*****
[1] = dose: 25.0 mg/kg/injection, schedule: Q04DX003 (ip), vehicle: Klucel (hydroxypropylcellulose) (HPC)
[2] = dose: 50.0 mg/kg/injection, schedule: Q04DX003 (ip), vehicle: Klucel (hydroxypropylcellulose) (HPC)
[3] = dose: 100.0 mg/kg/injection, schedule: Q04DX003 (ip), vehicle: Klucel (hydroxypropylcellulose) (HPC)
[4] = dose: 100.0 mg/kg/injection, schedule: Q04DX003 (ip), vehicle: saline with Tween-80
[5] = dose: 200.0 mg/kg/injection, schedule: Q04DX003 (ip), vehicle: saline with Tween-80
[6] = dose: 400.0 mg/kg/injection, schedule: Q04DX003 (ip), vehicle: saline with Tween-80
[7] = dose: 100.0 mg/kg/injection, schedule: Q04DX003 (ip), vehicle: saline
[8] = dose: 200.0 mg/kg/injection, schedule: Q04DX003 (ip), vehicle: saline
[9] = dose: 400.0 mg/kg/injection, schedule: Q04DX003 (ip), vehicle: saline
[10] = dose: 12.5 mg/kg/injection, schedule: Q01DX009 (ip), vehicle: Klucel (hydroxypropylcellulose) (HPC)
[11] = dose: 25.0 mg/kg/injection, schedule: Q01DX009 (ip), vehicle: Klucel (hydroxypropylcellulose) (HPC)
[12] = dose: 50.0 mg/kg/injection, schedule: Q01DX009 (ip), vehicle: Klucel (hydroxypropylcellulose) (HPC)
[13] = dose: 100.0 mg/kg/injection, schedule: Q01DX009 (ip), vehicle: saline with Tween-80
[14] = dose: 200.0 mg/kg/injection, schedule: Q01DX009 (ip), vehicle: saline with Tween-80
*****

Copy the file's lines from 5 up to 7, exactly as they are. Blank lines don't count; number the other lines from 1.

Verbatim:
[5] = dose: 200.0 mg/kg/injection, schedule: Q04DX003 (ip), vehicle: saline with Tween-80
[6] = dose: 400.0 mg/kg/injection, schedule: Q04DX003 (ip), vehicle: saline with Tween-80
[7] = dose: 100.0 mg/kg/injection, schedule: Q04DX003 (ip), vehicle: saline